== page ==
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2019 Unpublished PoetryNewsPoetryUnpublished

Sometimes I spend lunches in galleries

By September 17, 2019June 16th, 2020No Comments

Sometimes I spend lunches in galleries,
alone with Flemish or Italian rarities.
I’d sit in quietude
before a canvas
or a statue
for minutes.
In love with silence of such lunch periods.
Lunch time behind the mauve curtains,
along with Rubens or Botticelli:
women at their most,
the drapery, the medallions
bespoke the tenderness, the tactfulness
of those Renaissance females.
The search for beauty during lunch
is bound to take me constantly
across religious and moral lines,
I wonder if I could learn
the names of all the saints
by heart?
The inspiration
outside the Place Royale inhabits
I realise I’ve travelled through Europe
seeing more eyes
than churches and museums,
the cathedrals built by small men
have escaped my focus,
weren’t they worthy of a notice?
To seduce the Gothic or Baroque cathedrals,
of Reins, Amiens or Rome,
All those ruined abbeys and theatres in Florence or Paris?
Like smoke letters of an airplane
your words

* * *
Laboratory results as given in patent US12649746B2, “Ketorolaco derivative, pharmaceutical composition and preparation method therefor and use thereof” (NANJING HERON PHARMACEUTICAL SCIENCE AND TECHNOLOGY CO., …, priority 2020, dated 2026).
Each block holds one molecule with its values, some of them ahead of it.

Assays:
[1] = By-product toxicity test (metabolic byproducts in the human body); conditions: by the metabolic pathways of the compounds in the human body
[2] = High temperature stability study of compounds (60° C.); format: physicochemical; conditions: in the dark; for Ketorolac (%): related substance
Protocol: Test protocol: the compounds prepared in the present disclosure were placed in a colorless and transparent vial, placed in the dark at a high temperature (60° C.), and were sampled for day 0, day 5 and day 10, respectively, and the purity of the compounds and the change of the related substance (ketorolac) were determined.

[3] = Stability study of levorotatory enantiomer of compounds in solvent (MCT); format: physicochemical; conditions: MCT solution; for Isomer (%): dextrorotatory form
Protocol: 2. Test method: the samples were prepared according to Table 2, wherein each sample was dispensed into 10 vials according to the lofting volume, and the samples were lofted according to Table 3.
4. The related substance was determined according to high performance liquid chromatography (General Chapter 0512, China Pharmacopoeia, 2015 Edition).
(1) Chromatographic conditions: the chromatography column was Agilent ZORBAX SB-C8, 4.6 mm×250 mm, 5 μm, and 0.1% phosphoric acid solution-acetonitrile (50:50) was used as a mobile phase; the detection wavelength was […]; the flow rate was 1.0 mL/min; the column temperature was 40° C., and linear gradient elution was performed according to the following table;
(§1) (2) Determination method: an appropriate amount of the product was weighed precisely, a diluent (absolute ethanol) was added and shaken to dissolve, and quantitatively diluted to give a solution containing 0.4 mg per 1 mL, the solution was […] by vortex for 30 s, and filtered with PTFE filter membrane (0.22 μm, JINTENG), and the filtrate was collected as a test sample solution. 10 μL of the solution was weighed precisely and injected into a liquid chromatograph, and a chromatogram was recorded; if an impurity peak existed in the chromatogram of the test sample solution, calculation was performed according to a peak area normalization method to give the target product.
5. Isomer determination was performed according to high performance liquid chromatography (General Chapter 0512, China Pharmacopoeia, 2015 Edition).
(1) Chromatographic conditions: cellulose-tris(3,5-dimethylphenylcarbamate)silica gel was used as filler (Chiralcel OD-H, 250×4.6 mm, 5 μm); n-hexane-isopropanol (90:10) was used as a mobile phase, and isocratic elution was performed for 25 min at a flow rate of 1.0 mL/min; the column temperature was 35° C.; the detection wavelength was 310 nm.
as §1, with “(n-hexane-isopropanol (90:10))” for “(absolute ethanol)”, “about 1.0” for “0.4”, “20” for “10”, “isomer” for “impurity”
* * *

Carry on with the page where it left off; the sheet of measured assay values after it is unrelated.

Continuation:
pronounce the park, the theatre, the pines,
but what I only hear is your timbre,
I’m standing in the gallery beside a canvas
or in a park beside you,
turning myself into a catalogue –
making the records of a beauty
that can be easily destroyed
by time
or in Armageddon.
A quick sharp step
over the marble
of the long hall of porticos –
your sudden smile
feels like a drama
of a Greek writer,
the chirping of crickets outside,
the hot silence,
I am decapitated:
I see you
entering the gallery
to slip into the chair beside me,
to show me the painting of Jacopo
to observe
the hands of mine and on the canvases,
a curious sensation
that you might be
my tangible reality,
my only tangible,
my only silhouette
to be embraced and be dissolve in,
my maritime tree.